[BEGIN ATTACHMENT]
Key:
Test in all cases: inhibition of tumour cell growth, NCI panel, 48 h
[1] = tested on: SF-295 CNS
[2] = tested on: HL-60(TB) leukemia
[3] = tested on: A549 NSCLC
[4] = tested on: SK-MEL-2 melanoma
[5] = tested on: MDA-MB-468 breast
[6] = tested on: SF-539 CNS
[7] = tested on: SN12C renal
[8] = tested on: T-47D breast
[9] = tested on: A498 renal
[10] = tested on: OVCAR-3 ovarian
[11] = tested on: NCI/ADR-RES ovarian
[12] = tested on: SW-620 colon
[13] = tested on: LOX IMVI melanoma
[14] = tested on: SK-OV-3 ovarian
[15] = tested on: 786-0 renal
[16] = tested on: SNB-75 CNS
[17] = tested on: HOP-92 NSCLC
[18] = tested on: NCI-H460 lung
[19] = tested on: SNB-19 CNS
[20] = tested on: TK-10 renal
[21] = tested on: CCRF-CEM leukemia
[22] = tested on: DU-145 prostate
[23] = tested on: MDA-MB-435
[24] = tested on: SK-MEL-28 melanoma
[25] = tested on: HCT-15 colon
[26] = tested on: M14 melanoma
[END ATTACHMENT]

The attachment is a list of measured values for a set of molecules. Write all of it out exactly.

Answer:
Key:
Test in all cases: inhibition of tumour cell growth, NCI panel, 48 h
[1] = tested on: SF-295 CNS
[2] = tested on: HL-60(TB) leukemia
[3] = tested on: A549 NSCLC
[4] = tested on: SK-MEL-2 melanoma
[5] = tested on: MDA-MB-468 breast
[6] = tested on: SF-539 CNS
[7] = tested on: SN12C renal
[8] = tested on: T-47D breast
[9] = tested on: A498 renal
[10] = tested on: OVCAR-3 ovarian
[11] = tested on: NCI/ADR-RES ovarian
[12] = tested on: SW-620 colon
[13] = tested on: LOX IMVI melanoma
[14] = tested on: SK-OV-3 ovarian
[15] = tested on: 786-0 renal
[16] = tested on: SNB-75 CNS
[17] = tested on: HOP-92 NSCLC
[18] = tested on: NCI-H460 lung
[19] = tested on: SNB-19 CNS
[20] = tested on: TK-10 renal
[21] = tested on: CCRF-CEM leukemia
[22] = tested on: DU-145 prostate
[23] = tested on: MDA-MB-435
[24] = tested on: SK-MEL-28 melanoma
[25] = tested on: HCT-15 colon
[26] = tested on: M14 melanoma